As database professionals, the challenge for us is to identify the data storage requirement and define the relevant DoT architectures to cater to future IoT related requirements. As explained above, the DoT architecture should comprise traditional RDBMS features, current NoSQL/ big data features as well as recent in-memory features. While it is too early to decide which databases are the best DoTs, it will be worthwhile to do some research on available options as part of our IoT implementation plans. Oracle, MS SQL Server and IBM DB2 are the pioneers of scalability, spatial, temporal and in-memory technology and also support big data in various ways. However, as single offerings, client will have to pay a higher price to get enough IoT scalability out of them. Most NoSQL databases including MongoDb and TempoDB claim that they can handle the time stamped data, scalability, rich query and index support but they have a long way to go in terms of transactional integrity features which would require enhancements on most of these databases. ScaleDB is a product which has transactional integrity, analytical processing as well as high availability but they have not implemented spatiotemporal scalability yet. Spatiotemporal features are still more of an academic concept than an industry solution but recently SpaceCurve has worked on a fully DoT database with such capabilities. Anyway, we don’t have many reviews on them as they are not open source.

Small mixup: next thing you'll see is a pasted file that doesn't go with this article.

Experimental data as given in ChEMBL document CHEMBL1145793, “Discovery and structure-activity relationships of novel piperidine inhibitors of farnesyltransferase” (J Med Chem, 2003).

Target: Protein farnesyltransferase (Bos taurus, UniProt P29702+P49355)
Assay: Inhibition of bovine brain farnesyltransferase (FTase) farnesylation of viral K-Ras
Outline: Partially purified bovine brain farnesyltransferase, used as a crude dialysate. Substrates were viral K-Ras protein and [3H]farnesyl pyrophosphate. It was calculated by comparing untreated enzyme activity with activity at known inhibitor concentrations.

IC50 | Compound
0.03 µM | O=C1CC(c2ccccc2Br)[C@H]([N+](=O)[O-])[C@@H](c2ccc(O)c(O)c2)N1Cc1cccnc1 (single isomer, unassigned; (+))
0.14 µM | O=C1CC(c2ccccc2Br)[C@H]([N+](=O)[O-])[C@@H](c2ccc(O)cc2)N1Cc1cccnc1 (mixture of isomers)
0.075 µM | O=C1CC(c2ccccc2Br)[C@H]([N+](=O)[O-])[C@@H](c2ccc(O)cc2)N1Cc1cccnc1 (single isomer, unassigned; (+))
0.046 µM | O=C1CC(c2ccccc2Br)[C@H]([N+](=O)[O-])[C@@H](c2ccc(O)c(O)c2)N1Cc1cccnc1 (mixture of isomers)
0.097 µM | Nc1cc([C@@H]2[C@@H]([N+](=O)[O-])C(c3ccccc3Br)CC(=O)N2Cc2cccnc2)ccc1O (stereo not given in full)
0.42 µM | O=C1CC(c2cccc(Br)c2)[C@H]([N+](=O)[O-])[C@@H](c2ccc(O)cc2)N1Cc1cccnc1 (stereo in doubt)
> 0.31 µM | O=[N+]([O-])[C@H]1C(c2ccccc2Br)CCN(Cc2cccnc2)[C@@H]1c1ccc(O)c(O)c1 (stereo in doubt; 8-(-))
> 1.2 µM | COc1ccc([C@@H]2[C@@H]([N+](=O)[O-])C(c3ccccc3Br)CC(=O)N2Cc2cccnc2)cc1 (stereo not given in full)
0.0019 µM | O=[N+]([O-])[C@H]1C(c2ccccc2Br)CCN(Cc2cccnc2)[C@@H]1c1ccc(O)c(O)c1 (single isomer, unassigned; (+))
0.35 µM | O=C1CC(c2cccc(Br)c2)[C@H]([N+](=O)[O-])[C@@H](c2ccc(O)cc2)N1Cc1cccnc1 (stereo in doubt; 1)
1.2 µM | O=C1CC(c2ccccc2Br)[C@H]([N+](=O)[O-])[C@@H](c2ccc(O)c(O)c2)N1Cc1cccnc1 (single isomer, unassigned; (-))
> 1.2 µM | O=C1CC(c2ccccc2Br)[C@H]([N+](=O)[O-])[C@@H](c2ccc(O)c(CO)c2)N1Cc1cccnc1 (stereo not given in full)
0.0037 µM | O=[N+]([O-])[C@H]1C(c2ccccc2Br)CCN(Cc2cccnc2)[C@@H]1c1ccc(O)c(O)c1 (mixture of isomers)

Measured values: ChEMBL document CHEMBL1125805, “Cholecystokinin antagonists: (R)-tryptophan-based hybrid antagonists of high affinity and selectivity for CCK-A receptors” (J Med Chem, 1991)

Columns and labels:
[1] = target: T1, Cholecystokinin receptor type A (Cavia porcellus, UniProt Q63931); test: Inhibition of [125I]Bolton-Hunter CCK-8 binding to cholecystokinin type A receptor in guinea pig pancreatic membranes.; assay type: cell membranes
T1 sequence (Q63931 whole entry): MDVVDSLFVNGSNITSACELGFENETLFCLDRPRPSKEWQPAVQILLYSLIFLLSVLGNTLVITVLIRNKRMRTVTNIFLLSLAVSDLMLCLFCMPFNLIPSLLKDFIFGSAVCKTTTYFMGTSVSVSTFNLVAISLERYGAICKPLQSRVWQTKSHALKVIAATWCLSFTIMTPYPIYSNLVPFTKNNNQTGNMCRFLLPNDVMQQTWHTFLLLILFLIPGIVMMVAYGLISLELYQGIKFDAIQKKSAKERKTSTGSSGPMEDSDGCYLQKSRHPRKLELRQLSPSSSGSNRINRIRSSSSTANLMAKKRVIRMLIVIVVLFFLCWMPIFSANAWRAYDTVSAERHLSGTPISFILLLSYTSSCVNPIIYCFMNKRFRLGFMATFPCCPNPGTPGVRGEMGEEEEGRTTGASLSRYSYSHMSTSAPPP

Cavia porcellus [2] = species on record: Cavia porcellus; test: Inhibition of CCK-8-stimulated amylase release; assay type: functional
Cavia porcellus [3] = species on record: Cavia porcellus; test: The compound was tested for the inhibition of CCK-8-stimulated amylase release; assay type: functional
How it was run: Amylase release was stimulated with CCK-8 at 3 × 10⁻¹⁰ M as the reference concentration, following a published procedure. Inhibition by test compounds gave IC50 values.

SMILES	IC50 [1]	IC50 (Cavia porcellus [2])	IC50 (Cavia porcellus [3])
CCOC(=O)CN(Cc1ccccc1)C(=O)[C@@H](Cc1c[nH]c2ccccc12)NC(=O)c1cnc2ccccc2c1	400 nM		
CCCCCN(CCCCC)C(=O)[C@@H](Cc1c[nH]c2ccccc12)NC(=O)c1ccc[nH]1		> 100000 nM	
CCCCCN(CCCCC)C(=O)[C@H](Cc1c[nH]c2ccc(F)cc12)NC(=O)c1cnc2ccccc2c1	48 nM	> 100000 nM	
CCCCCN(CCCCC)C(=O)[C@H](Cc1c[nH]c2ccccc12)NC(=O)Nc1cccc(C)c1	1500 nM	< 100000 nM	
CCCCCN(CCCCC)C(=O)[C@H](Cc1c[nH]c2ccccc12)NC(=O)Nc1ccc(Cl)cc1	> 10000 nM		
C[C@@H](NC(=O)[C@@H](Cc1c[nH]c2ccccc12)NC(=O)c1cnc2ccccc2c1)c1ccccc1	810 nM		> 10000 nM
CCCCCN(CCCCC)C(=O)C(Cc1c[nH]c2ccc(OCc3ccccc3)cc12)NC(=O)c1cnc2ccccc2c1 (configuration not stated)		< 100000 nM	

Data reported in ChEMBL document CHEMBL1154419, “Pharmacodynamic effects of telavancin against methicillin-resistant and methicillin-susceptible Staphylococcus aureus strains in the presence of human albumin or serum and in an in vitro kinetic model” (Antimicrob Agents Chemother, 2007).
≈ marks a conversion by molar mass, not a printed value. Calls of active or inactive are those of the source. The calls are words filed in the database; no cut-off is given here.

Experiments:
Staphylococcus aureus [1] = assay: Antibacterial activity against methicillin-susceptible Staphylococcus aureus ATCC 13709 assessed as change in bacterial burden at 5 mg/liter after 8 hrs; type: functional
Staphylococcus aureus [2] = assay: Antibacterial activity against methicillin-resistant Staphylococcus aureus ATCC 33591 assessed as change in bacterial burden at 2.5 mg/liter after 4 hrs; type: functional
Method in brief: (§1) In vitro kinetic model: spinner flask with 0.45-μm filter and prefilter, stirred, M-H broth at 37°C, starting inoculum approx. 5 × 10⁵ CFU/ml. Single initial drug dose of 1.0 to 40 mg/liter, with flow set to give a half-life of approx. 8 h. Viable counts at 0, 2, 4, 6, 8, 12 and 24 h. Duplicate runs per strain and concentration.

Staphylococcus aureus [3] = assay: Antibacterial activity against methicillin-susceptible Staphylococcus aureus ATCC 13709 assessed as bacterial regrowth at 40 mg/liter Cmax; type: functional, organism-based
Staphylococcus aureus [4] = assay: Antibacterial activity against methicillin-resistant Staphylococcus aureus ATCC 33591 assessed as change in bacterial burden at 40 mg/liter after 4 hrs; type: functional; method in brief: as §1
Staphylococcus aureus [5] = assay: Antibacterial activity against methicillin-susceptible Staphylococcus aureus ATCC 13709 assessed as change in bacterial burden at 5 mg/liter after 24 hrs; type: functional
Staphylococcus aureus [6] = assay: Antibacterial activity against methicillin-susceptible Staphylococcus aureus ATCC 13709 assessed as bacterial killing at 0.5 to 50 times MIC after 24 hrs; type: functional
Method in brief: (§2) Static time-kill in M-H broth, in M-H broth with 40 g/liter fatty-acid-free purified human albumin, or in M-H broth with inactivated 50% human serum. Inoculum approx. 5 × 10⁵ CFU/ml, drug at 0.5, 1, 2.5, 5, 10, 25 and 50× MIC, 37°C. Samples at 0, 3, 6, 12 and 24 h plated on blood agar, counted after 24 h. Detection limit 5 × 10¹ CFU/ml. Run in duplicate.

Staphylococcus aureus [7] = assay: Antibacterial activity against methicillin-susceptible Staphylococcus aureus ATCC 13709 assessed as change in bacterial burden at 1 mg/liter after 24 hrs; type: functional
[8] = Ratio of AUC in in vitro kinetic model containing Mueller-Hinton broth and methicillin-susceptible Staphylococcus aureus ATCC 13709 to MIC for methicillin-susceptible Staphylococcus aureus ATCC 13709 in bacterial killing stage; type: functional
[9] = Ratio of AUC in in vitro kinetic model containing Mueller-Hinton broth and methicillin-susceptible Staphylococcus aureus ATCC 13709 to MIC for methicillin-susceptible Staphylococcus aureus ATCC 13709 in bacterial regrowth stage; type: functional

Summing up, database professionals have to think out of the box when catering to IoT applications. DoT databases should be scalable, fast and reliable. Current open source big data and NoSQL databases do not cater well to these requirements and traditional databases also have issues with the same. Since a new breed of databases named DoTs are emerging in the market with scalability, performance and transactional integrity features, database professionals will have to understand the IoT requirements, evaluate and use the correct DoT databases catering to the requirements while also helping the community improve these databases, as this is the emerging area in the database technology space.

Sanjeeva Samaraweera

Architect - Specialist, Delivery, Virtusa. Sanjeeva heads the Database Competency Excellence Group of Virtusa, Colombo. Database Competency Excellence Group operates under Enterprise Information Management practice of Virtusa and is responsible for the database requirement analysis, development, implementation, performance tuning, data migration, business analytics integration and new trends in database technology. In this role, he drives consistent standards and best practices as well as innovation, R&D and consulting/solutions in database technology. He carries over 15 years of experience in IT. Sanjeeva has a Masters degree in Computer Science and a Bachelors Degree in Mathematics from the University of Colombo, Sri Lanka.

More Posts

One Comments

  • Laksiri December 1, 2015

    Hi Sanjeewa,

    Interesting topic.

    IOT , IOE is the next era of cloud , if there is some thing called DOT , it should be categorized under IOT. further in Cloud Database come under PAAS.

Comments are closed.